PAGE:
Table Saw Blades



Put plain and simply without a blade your table saw isn’t much use to you. It is an integral and vital part of your table saw but how much do we take the table saw blade for granted? It can be the cause of intense frustration if you are continually having to refine or sand away rough cuts or deal with chips or poorly fitting joints but this doens’t mean that you need a different blade for each type of wood that you cut. Choosing the correct blade can immediately improve your output and does not need to make a dent in your pocket.



Types Of Table Saw Blade

There are four basic types of blade. They are categorised according to the shape of their teeth. The four types are as follows:


Flat Top Grind – These blades are for rough cutting and are not suitable for precision cuts. They work like a chisel and are also called rakers. The advantage with these types of blades is that they are fast.Freud 10 In. 24 Tooth Heavy Duty Rip Blade with 5/8 In. Arbor and PermaShield Coating (LM72R010) is one example of such a blade.



Alternate Top Bevel – These blades shear the wood cleanly using a slicing movement. The teeth are alternately angled in opposite directions and they are generally sold as all purpose blades.
There’s several sub sections in this type, such as Framing Saw Blade, Arbor Finish Saw Blade so please do check when ordering.


Combination – These blades can also be considered for general purposes with 40 – 50 teeth arranged in sets of 5 alternating every fourth alternate top bevel tooth with a raker tooth.


Triple Chip Grind – These blades have alternate chamfered teeth with raker teeth. This arrangement is intended for dense products such as solid surface materials as the teeth don’t blunt so quickly.
Ideal for plastic laminate sheeting, laminate and melamine where chip free cuts are essential.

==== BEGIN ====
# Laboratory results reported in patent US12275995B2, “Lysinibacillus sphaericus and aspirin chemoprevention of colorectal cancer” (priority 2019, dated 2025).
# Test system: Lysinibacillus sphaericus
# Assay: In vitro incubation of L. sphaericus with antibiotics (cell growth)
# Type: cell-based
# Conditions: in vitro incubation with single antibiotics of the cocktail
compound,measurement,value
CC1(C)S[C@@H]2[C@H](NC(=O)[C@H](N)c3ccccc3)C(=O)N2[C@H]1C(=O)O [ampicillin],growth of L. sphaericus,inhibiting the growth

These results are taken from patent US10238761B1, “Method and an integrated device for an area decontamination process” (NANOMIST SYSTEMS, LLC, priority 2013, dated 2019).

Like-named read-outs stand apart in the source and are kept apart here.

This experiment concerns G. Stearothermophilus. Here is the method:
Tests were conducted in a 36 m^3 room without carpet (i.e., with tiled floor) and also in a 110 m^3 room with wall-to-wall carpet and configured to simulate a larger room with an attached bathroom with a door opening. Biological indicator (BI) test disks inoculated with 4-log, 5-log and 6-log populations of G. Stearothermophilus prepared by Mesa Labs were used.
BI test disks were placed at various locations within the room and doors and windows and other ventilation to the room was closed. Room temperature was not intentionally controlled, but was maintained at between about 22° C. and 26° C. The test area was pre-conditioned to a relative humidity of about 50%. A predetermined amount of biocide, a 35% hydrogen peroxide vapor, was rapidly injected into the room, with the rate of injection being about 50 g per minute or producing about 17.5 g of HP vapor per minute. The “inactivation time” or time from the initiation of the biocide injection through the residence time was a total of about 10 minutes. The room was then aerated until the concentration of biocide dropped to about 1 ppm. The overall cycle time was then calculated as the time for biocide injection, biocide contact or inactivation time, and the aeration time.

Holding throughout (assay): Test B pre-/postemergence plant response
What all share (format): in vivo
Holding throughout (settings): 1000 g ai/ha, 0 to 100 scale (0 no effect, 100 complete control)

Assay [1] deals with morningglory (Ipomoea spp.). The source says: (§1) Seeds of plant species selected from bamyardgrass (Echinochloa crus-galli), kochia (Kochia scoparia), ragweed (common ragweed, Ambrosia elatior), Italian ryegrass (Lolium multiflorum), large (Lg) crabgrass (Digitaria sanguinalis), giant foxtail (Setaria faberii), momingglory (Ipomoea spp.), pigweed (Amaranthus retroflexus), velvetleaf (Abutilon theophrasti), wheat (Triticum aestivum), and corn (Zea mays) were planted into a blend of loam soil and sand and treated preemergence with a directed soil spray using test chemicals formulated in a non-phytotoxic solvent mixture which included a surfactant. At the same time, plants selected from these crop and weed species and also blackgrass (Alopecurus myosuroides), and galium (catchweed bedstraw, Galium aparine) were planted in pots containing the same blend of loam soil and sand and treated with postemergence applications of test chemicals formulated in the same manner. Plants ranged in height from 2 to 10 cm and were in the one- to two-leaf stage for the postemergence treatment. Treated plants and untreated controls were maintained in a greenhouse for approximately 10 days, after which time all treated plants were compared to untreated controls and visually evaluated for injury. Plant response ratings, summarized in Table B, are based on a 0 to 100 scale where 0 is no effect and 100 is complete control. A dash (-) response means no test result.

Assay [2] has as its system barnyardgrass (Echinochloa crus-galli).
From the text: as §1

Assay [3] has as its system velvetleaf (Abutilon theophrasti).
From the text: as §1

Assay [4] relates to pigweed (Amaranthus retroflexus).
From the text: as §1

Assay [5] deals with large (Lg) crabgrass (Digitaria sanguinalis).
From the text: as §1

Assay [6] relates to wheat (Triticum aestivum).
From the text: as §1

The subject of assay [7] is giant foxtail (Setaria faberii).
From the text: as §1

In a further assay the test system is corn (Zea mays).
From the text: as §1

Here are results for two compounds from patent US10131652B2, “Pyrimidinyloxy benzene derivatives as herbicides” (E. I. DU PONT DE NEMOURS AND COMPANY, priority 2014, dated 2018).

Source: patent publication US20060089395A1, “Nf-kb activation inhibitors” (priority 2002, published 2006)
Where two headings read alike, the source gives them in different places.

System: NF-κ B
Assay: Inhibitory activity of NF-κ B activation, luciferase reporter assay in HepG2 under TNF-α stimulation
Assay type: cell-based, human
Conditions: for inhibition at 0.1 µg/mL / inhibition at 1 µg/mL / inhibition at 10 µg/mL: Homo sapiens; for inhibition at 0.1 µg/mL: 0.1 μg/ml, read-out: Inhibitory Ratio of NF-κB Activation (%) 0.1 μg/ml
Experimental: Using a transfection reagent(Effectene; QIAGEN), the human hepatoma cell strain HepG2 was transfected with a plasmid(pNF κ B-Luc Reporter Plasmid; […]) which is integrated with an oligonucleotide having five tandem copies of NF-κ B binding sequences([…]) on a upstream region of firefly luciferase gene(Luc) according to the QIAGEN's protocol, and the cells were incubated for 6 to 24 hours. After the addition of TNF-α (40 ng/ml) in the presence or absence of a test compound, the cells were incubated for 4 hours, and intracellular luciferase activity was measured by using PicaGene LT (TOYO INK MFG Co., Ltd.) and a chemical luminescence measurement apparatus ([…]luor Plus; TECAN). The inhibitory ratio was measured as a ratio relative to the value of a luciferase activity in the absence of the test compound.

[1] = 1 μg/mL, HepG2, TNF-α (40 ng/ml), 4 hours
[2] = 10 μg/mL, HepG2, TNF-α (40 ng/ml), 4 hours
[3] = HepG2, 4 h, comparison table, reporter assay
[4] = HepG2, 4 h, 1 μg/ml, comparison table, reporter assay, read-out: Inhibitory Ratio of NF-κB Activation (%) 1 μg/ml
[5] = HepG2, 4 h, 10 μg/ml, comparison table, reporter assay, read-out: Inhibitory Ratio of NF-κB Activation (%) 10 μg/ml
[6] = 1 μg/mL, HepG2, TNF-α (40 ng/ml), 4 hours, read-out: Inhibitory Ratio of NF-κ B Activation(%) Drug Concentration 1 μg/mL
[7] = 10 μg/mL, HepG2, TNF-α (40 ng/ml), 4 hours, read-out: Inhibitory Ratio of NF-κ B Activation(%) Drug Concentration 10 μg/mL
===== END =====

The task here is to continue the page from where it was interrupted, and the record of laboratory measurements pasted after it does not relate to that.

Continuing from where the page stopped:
Generally, it is said that the more teeth a blade has the smoother and slower in cuts while the less teeth it has the faster and rougher it cuts.

Crosscut Blades Need More Teeth Than Rip Blades


So, which blade should you choose? Broadly speaking, for the majority of your jobs a good quality, all purpose combination blade will suffice. However, you need to bear in mind that the finished result will reflect the quality of the tools used. There is a huge difference between the finish on a piece of wood cut by cheap rough blades and that on a piece of wood cut by refined, high quality blades. This is one area where skimping on cost will be a false economy.



Blades for ripping

If you’re wanting blades for ripping solid wood, then a 24 tooth FTG should be what you need if you’re wanting a fast cut, but might be rather rough. Using a slower cut 40 teethATB blade, will get you a smoother cut. There’s also a few Blades for ripping which incorporate anti kickback protection, so keep this in mind too.



Blades for cross cutting solid wood

Cutting solid wood or plywood the rule of thumb here is the more teeth, the cleaner the cut. So you’re best to keep this in mind when selecting the blade. Using 60 to 100 ATB teeth blades will get you the smoothest of cuts, but the 40-tooth ATB or 50-tooth combination blades are also suitable for crosscutting.


Blades for sheet goods

Particleboard, melamine, MDF, and hardboard are all considered to be quite dense materials meaning that they can be quite hard on saw teeth. Using ATB blades on these materials will shorten the blade life. Now these materials aren’t as bad as plastic laminate which is tougher on the tips of ATB teeth, due to this being very dense and will blunt your blades a lot quicker. A Triple Chip Grind blade might be a sound purchase if this is a regular material you’re cutting.


Table Saw Blades Final Thoughts

Size Matters!

Don’t forget to order the correct size, 8-Inch, 9 In  10 In, 12 In please do double check. 7 1/4 to 14″ is a big noticeable difference in size, but if you’re ordering online it’s best to check before paying that you’ve got the right size blade.

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